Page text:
As you can see above, it’s important that you have a veterinarian you know and trust.
When you have a trusted veterinarian who knows your dog’s overall health and history, it’s much easier to figure out what’s causing their current ailment.
In this case, you could quickly schedule an appointment or even email or call with the question of why is my dog so itchy.
To find that dependable doctor, follow these steps.
1. Look Locally
First things first: Find a vet that is near you. If heaven forbid something happens to your dog and it’s even remotely urgent, you’ll want to be able to get to the clinic in a short period of time.
This is also important if you have to take time off work for vet appointments. It’s tough enough to get away from work but even tougher when you factor in extra drive time.
For the most part, vet visits are usually planned. You know when your dog’s due for an exam or needs vaccinations.
But as we’ve learned throughout the years, things come up. Your dog ate something funky and doesn’t seem like himself. You spot a weird growth and can’t stop worrying. Your dog has a cut on his face that needs a few stitches.
Or in this case, you need to know why is my dog so itchy.
If your vet is closer, that makes things much easier.
2. Read Online Reviews
This is probably an obvious statement, but reading online reviews is incredibly important as a consumer.
And now there are more review sites than ever – Google, Yelp, Facebook, Angie’s List, etc.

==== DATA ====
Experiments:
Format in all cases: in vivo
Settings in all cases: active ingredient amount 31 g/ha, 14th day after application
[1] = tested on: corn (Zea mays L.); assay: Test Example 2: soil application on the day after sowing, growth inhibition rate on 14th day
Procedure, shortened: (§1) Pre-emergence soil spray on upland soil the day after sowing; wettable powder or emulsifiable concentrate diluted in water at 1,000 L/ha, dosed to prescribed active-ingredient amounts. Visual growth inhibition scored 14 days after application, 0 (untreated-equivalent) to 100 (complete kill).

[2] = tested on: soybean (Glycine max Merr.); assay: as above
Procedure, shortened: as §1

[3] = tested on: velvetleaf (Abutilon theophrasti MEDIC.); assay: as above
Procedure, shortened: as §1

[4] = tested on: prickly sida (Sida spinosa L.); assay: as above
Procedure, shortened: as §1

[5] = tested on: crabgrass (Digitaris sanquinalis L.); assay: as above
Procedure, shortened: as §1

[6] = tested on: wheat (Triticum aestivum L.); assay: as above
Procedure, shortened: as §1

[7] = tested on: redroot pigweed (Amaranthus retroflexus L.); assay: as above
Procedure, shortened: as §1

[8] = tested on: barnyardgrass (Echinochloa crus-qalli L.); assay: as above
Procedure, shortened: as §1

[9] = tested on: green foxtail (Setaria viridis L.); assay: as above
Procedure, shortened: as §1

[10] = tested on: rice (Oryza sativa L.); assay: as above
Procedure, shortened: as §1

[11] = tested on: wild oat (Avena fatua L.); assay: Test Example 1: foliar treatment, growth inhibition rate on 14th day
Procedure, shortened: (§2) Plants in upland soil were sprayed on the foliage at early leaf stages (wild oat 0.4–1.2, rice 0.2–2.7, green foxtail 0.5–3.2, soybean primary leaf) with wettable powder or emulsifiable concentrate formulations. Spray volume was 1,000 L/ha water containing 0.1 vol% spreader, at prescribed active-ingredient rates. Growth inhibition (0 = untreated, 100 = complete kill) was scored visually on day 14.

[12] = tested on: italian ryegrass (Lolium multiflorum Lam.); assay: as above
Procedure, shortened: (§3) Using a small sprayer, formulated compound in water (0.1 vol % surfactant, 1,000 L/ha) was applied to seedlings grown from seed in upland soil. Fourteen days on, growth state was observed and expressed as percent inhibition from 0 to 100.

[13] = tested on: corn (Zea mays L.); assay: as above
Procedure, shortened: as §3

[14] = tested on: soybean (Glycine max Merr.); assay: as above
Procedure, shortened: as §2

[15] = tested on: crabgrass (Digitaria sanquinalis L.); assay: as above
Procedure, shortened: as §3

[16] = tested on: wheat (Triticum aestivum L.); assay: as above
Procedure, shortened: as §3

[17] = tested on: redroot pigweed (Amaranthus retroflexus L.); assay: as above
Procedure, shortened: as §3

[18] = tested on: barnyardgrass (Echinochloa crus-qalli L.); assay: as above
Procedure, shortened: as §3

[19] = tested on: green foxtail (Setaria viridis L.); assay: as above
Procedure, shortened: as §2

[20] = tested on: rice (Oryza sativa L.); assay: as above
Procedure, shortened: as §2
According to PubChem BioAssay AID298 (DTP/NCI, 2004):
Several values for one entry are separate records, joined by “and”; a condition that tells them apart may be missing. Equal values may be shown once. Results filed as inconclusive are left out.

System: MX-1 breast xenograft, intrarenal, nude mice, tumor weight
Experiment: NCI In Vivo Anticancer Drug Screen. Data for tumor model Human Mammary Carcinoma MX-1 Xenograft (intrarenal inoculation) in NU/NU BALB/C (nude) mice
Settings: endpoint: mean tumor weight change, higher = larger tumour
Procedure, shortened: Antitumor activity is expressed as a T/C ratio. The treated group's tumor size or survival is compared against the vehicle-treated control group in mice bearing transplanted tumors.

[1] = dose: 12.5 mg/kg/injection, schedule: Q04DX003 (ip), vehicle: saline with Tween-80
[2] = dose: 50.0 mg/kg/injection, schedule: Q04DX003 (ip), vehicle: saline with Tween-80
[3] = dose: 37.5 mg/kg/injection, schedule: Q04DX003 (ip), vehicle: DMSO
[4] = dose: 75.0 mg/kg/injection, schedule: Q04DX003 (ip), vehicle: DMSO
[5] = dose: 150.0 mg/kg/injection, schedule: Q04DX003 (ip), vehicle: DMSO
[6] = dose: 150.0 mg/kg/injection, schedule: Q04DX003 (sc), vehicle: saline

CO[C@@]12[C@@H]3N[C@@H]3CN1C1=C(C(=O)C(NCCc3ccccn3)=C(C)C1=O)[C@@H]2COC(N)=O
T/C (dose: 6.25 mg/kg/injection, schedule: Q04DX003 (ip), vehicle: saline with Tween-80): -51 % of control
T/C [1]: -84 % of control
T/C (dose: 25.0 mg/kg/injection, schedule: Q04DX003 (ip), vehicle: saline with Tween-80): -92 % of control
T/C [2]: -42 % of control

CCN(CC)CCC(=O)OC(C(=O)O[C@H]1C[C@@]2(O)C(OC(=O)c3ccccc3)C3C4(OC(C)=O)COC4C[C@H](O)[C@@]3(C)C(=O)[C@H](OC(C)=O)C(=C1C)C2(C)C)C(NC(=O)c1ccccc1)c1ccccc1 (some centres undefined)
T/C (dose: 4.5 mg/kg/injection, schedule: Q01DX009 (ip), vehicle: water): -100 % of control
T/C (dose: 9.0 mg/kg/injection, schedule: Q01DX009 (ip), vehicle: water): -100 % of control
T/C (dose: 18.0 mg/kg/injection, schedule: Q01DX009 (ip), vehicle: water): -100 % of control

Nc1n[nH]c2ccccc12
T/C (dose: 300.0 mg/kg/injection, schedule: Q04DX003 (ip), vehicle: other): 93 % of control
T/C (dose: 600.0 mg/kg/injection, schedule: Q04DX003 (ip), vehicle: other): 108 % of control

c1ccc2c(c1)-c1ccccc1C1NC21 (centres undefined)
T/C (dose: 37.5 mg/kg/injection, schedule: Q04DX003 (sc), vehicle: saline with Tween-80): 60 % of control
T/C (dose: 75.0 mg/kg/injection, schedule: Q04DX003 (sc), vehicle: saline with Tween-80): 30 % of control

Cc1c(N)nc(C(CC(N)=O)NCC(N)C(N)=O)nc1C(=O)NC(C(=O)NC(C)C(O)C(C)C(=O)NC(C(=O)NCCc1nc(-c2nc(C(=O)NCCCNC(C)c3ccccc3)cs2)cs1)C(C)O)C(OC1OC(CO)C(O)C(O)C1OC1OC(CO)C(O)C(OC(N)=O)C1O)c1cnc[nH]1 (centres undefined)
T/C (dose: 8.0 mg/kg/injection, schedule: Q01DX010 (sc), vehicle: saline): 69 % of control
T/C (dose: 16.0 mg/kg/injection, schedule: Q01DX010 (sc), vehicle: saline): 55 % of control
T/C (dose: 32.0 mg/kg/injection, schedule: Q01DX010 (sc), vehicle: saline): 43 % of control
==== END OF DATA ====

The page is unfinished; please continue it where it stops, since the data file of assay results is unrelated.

Search around and see what people are saying about each clinic you’re looking at.
3. Ask for Recommendations
Another useful tip is to ask around. Where do your neighbors take their dogs? How about friends, family and co-workers in the area?
If your dog is taking training lessons or going to doggy daycare, get the opinion of people at these organizations, too.
This is a great method because you’ll get honest, qualitative feedback that can help make your decision.
4. Do a Test Run
Once you find a vet clinic that seems like a good fit, make an appointment for your dog to be seen.
In this initial appointment, the vet will conduct an assessment of your dog’s health. But really, you’ll also be working on an assessment of your own.
Things to consider as you figure out if this is the right place for you and your dog:
- Facilities – The first thing is to take inventory of the clinic. Is it clean and comfortable?
- Veterinarian – Most importantly, what do you think of the vet? Did they explain things clearly? How was their bedside manner? How did your dog respond to them?
- Support staff – It’s not just the vet you have to consider. You’ll actually be spending just as much time with the support staff, which includes the vet technicians, front office team members and so forth.
- Service – How was the level of service? Is the staff pleasant? Was it easy to make an appointment? How is the communication?
5. Trust Your Gut
As always, trust your gut reaction. It’s more important than people realize.
If you had a good first impression of the clinic and the team and your dog responded well, by all means proceed.
If something felt off and the experience wasn’t what you had hoped for, don’t be afraid to look for other options.
Bonus Tip: Find an Emergency Pet Hospital
While you’re looking for a standard vet clinic, it’s smart to also identify emergency pet hospitals in the area.
This is a place to go if your dog needs care urgently and you can’t wait for the next available appointment at your regular vet.
If your dog has a serious issue come up outside of the normal office hours or on the weekend – and it will happen – this is the place to go.
Generally, you won’t need an emergency vet to help with the question of why is my dog so itchy, but is helpful to have such a clinic identified for more urgent issues.